The opportunities for Nathan have been few and far between this year, with most of his time on the mound coming in situations that are far from save opportunities.
But when it came to a critical situation of having to pitch the ninth and 10th innings on Tuesday with the game tied at 5 in only his second outing of the past week, Nathan (2-0) more than stepped up his game. He did not allow a runner on in the final two innings, as he struck out five batters for the first time in an outing since June 29, 2000, when he started a game for the Giants against Colorado.
"Unbelievable," Santana said of Nathan's performance. "He's been pretty good, but we just haven't been able to hand the ball to him in save opportunities. He knows what's going on, and it's good to see him perform like that."
Keeping the game knotted proved crucial for the Twins, as they were able to stage their comeback when the middle of the order came to the plate in the bottom of the 10th.
With one out in the inning, Indians pitcher Guillermo Mota walked Torii Hunter to put the go-ahead run on. Michael Cuddyer followed with a sharp single to center that moved Hunter to third.
Left-hander Justin Morneau then came up to bat and delivered the sacrifice fly that would score Hunter and give the Twins their first victory over an AL Central opponent in their last six tries.
"I don't know why they pitched to him," Hunter said. "There was a base open so you can walk a lefty and then get two righties out. I didn't understand that. ... But thank you, we'll take it."
It wasn't exactly the situation the Twins expected to be in late in the game after they got off to an early 4-0 lead over the Indians with Santana on the mound.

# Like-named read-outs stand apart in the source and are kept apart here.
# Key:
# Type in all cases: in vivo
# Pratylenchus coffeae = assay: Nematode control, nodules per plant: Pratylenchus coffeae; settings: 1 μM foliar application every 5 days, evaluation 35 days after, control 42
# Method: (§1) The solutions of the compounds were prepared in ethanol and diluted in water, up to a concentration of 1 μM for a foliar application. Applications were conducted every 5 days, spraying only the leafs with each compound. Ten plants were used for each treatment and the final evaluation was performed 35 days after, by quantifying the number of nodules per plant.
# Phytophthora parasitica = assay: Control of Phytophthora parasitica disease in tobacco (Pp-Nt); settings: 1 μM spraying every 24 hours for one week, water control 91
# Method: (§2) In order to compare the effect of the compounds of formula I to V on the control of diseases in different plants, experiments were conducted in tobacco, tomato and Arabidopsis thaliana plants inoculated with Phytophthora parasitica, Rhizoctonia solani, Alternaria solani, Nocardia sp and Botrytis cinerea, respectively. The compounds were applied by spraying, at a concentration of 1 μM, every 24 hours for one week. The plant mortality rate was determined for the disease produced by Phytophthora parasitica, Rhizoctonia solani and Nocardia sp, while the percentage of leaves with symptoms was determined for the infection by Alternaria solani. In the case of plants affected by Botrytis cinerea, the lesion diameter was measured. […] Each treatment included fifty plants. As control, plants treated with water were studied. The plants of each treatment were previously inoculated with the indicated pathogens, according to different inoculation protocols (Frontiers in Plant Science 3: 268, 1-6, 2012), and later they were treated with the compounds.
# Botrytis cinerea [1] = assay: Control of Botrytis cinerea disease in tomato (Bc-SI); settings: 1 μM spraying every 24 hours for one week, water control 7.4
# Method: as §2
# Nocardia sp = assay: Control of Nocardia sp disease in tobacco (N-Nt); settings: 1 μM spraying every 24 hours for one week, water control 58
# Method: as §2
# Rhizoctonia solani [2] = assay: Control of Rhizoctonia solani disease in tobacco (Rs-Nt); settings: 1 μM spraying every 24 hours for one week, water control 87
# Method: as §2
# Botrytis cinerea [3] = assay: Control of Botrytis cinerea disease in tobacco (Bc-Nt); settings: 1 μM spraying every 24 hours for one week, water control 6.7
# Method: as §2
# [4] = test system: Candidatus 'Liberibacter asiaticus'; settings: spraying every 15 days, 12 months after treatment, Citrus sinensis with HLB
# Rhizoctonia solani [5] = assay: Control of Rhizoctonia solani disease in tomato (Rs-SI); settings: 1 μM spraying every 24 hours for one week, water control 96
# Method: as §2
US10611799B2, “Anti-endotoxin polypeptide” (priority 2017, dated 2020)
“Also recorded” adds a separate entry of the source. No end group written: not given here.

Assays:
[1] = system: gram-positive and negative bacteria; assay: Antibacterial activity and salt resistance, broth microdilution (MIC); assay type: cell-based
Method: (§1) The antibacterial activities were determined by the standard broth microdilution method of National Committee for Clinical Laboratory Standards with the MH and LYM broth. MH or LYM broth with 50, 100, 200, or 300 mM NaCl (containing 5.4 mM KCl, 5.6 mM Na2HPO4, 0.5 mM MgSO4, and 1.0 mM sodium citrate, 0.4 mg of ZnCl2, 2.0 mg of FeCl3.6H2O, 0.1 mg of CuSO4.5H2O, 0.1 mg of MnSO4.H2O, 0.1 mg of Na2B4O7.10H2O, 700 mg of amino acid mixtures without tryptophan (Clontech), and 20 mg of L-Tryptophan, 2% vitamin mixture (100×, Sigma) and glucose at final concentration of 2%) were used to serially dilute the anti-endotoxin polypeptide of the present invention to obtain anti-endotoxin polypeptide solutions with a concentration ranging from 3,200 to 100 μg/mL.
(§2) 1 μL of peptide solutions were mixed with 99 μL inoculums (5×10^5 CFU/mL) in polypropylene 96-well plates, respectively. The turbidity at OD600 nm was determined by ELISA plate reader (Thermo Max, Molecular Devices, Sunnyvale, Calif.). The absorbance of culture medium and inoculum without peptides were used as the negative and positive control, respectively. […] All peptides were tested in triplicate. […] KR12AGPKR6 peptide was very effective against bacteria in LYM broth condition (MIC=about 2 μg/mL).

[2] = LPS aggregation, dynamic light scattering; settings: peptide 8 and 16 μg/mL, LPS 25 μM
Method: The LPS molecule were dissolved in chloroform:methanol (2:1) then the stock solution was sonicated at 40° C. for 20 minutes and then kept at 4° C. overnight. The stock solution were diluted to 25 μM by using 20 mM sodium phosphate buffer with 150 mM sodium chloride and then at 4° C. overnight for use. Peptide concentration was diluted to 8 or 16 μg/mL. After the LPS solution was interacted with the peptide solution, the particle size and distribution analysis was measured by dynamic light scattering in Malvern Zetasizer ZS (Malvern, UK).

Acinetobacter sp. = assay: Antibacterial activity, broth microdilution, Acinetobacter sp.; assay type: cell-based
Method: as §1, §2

A two-run double by Juan Castro in the second inning gave the Twins an early 2-0 advantage. They added to it in the third with a two-run homer by Michael Cuddyer. It was his fifth of the season.
But after starting off the game looking strong and with the solid lead, Santana began to falter in the fifth.
After recording two outs to start the inning, Santana gave up three straight singles to load the bases. A double down the right-field line by Grady Sizemore would score two runs and make it a 4-2 ballgame.
Santana's woes continued the next inning, as an error by third baseman Tony Batista allowed the leadoff batter, Casey Blake, to plate. Travis Hafner then doubled to center to score Blake, making it a one-run game. Two batters later, Eduardo Perez blasted a two-run homer over the left-field wall to put the Indians up by one, 5-4.
"I was throwing my fastball but those guys are pretty aggressive," Santana said. "I then just tried to pitch backwards and show them I can throw something else. They are a pretty good ballclub and they play the ball pretty good. You have to be careful what you do out there."
But it wasn't all on Santana's shoulders as Twins manager Ron Gardenhire placed some of the blame on his defense for being unable to help the pitcher out.
"I know he gave up five runs, but a couple of plays we didn't make -- choppers toward third and swinging bunts as you will," Gardenhire said. "Johan should have been out of there and shouldn't have given up many runs. I thought he did a super job. He didn't have his best stuff, but I thought he pitched good tonight."
Still for the Twins, it was odd to see Santana not hold a lead, as normally it's offensive struggles that keep him from a win. In Santana's last start at Detroit, it was Minnesota's bats that couldn't give him any run support when he gave up just two runs. So this time, his offense felt good about helping him out a bit.
"It felt good to pick up Johan right there," Hunter said. "Cleveland has faced him numerous times and I think they know what he's got. They see him so much that they actually hit him pretty good -- better than I've seen any team hit him."
And while it wasn't quite the outing that Santana himself is used to seeing, that he didn't earn the "W" in the game didn't matter as much as his team being able to find a way to pull out a third victory in its last four games.
"I don't really care about personally winning or losing," Santana said. "It's all about winning games. With the way that we have been playing lately, we just want to keep it going and going and going."